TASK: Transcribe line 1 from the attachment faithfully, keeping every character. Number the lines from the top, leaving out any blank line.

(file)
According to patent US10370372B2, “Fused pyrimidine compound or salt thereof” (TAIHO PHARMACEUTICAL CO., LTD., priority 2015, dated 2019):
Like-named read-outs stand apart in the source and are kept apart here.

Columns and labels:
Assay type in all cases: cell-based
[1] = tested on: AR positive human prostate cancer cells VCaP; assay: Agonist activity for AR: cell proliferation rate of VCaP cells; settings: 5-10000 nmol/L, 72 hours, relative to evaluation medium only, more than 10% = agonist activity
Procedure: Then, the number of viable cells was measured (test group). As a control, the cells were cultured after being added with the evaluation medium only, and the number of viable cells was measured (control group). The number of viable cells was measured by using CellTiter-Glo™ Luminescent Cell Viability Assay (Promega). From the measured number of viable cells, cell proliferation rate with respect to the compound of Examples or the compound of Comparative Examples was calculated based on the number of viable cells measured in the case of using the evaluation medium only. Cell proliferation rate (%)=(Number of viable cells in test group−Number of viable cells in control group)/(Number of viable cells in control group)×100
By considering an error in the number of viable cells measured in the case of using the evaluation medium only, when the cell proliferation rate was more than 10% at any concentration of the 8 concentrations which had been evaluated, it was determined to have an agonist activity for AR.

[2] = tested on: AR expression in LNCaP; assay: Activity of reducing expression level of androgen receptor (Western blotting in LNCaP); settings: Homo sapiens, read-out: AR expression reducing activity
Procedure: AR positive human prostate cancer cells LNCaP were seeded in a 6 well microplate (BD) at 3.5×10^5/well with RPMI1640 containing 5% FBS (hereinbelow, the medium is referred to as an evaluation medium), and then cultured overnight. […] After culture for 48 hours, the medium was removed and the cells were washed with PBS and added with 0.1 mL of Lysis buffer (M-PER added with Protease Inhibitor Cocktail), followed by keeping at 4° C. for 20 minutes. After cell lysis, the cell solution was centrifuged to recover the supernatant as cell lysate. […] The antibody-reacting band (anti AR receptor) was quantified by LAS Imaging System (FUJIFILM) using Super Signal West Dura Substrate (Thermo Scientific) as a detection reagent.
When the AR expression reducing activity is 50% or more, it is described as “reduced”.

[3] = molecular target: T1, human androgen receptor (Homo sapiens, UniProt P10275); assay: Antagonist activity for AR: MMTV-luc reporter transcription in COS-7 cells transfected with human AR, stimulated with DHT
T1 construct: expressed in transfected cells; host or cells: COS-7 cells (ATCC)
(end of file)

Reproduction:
According to patent US10370372B2, “Fused pyrimidine compound or salt thereof” (TAIHO PHARMACEUTICAL CO., LTD., priority 2015, dated 2019):